Harrison

Harrison

5.0 1
by Rolling Stone
     
 

George Harrison was one of the most adored and accomplished musicians of the rock & roll era. His brilliant, understated guitar playing helped define the sound of the Beatles, and his songs — including "Something," "Here Comes the Sun" and "While My Guitar Gently Weeps" — are among the group's finest. Harrison's lifelong quest for new sounds had a profound… See more details below

Overview

George Harrison was one of the most adored and accomplished musicians of the rock & roll era. His brilliant, understated guitar playing helped define the sound of the Beatles, and his songs — including "Something," "Here Comes the Sun" and "While My Guitar Gently Weeps" — are among the group's finest. Harrison's lifelong quest for new sounds had a profound influence on the Beatles; he introduced the sitar and other Eastern instruments into the group — and to rock & roll. In the late sixties he also led the Beatles to explore Eastern religion and embarked on a personal spiritual journey that continued for the rest of his life. In 1970, following the Beatles' breakup, Harrison released a solo masterpiece, All Things Must Pass, and the next year he pioneered rock's first large-scale charity event with the Concert for Bangladesh. Harrison launched a solo tour in 1974 and made a series of wonderful solo albums and side projects with friends like Eric Clapton, Ravi Shankar and fellow Beatle Ringo Starr. In the late eighties he formed the Traveling Wilburys with his friends Bob Dylan, Tom Petty, Roy Orbison and Jeff Lynne, but Harrison spent most of that decade and the nineties at home in England and Hawaii, tending to his garden, playing the ukulele and enjoying a quiet life with his wife, Olivia, and son, Dhani.

ROLLING STONE featured George Harrison on its cover three times for his post-Beatles work and eight times as a Beatle. He was also featured on the cover of a special commemorative issue, as well as on the magazine's regular edition, following his death from cancer at age fifty-eight, on November 29, 2001. Now, in a definitive tribute that features a new foreword by Olivia Harrison, the editors have drawn on their archives and hundreds of photographs, both the iconographic and the rarely seen, to celebrate the life and career of one of the most important musicians in rock & roll history.

Compiled by the editors of ROLLING STONE, Harrison chronicles the guitarist's life before, during and after the Beatles. Contributing editor Mikal Gilmore offers an expansive, thoughtful new essay, "The Mystery Inside George." ASCAP-Deems Taylor Award winner and ROLLING STONE senior editor David Fricke tells the stories behind Harrison's best-known songs, and offers a guide to twenty-five essential Harrison recordings. Harrison also features news stories and interviews with the guitarist from throughout ROLLING STONE's history — from his first Q&A with the magazine, in 1968, to his last, a 1987 interview with ROLLING STONE contributing editor Anthony DeCurtis.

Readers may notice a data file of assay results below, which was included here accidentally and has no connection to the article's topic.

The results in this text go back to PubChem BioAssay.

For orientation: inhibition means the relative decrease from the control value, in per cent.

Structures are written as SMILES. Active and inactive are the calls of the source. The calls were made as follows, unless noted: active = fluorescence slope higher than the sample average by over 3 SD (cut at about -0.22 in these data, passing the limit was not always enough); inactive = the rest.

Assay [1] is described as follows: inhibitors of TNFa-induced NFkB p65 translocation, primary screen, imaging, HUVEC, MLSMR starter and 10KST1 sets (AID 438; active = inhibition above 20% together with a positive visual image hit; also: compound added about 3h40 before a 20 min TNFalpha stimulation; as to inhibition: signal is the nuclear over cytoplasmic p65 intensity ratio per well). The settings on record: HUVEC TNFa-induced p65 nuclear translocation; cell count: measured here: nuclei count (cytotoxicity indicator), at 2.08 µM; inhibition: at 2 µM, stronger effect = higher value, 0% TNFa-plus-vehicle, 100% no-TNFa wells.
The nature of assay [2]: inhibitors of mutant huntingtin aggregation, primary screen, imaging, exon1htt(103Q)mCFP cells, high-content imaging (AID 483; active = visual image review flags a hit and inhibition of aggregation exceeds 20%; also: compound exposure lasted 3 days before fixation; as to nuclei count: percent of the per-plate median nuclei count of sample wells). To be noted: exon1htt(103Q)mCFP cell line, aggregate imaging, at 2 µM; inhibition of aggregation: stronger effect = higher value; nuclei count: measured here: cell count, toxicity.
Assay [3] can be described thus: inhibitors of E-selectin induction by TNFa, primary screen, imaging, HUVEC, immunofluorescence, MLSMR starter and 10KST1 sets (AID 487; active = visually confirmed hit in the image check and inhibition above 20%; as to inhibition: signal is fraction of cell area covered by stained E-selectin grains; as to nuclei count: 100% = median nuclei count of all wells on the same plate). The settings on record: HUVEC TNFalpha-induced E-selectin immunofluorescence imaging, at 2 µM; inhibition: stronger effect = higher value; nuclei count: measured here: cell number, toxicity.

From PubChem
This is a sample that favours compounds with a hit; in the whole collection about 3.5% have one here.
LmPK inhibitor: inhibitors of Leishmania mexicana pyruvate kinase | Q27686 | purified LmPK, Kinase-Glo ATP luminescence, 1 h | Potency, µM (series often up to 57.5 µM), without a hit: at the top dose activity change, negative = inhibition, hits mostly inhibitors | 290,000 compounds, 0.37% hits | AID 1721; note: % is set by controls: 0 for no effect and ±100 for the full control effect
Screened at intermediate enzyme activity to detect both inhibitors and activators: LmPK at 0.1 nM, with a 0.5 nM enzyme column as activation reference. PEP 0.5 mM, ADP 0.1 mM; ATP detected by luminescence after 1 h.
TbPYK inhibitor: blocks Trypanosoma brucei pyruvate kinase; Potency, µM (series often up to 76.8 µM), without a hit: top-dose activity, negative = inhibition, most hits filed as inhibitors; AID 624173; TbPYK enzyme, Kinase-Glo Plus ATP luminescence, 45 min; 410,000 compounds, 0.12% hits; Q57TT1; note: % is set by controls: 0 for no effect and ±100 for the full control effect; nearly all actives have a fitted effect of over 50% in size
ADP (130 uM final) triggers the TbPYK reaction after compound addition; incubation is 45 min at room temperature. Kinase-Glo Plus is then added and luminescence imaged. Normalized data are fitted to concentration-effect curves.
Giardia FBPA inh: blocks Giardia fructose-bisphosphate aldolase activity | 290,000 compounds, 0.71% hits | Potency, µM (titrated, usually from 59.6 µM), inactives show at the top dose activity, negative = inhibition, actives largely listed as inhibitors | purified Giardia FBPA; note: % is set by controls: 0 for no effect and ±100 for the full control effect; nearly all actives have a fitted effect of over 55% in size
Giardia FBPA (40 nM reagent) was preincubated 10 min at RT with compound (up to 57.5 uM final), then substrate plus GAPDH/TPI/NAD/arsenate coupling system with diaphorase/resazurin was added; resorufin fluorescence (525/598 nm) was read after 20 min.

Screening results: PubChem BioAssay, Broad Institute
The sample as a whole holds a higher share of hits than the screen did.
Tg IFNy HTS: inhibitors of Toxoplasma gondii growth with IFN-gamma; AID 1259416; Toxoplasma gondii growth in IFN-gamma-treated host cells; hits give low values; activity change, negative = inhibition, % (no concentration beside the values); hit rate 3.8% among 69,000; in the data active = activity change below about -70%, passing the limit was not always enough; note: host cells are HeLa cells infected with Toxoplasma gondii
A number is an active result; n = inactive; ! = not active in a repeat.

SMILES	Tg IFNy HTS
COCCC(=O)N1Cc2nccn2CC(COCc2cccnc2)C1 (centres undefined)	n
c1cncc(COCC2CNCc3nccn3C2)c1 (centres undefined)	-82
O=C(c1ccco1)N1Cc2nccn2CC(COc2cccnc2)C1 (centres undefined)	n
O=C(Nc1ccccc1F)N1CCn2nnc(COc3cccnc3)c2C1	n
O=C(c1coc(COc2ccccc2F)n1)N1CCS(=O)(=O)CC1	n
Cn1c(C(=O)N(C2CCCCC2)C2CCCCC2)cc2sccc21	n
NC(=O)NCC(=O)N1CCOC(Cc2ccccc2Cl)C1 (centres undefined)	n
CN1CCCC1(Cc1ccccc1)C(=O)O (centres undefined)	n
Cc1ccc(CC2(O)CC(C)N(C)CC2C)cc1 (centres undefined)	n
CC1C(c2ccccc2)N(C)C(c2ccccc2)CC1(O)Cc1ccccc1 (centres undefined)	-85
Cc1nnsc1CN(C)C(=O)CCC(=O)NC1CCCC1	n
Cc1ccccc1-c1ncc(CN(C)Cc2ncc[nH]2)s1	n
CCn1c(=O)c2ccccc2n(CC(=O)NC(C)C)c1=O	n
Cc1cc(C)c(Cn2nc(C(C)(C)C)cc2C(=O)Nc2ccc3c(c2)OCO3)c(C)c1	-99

Harrison also collects more than one hundred photographs — from intimate, never-before-seen family photos to iconic images of Harrison as a member of the world's most photographed band. The work of nine renowned photographers is featured in a stunning sixty-page gallery. Included among them are German photographers Max Scheler's and Jürgen Vollmer's early photos of the band's wild days in Hamburg. There is also the deeply personal work of Astrid Kirchherr, who shot the Beatles' earliest formal portraits in a Hamburg fairground and became a close friend of George's. P.J. Griffiths photographed the band for a newspaper article in 1963 on the Liverpool scene. David Hurn shot the filming of A Hard Day's Night and Help! Curt Gunther was one of the few photographers allowed to travel with the group during their 1964 North American tour. And Mark Seliger shot what became the definitive late-period portrait of Harrison for ROLLING STONE's twenty-fifth anniversary issue in 1992.

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Editorial Reviews

Library Journal - Library Journal
George Harrison once half-jokingly referred to himself as an "economy-class Beatle." Many music fans and writers took that label to heart, recasting Harrison as little more than a serviceable sideman. Harrison's death last year has prompted a reevaluation of his contributions to his former band's artistry, as well as his often dismissed solo career. Rolling Stone magazine does its part with this tribute, which includes a lengthy biographical essay, reprints of Harrison interviews and articles dating from 1968 to 1987, an annotated discography, and eulogies by Bob Dylan, Yoko Ono, Elton John, Mick Jagger, and Keith Richards. The text was put together by some of the magazine's most accomplished writers, with Harrison's widow, Olivia, supplying the foreword. It is pleasing enough, but the book really triumphs with its wealth of stunning, career-spanning photographs many of which have seldom or never been seen. Occasionally, the writers unnecessarily revise history in Harrison's favor. Also, the haste in preparing the book is evident in incorrect photo captions, some amateurish misspellings, and the perpetuation of debunked myths. On the flip side, there are many insightful and moving moments, and ultimately the book succeeds in giving Harrison just recognition for his innovations and unswerving artistic integrity. Recommended for most popular music collections; libraries may also want to check out Marc Shapiro's Behind Sad Eyes: The Life of George Harrison, also released in May. Lloyd Jansen, Stockton-San Joaquin Cty. P.L., CA Copyright 2002 Cahners Business Information.

Product Details

ISBN-13:
9780743235815
Publisher:
Simon & Schuster
Publication date:
05/28/2002
Pages:
240
Product dimensions:
8.87(w) x 11.13(h) x 1.07(d)

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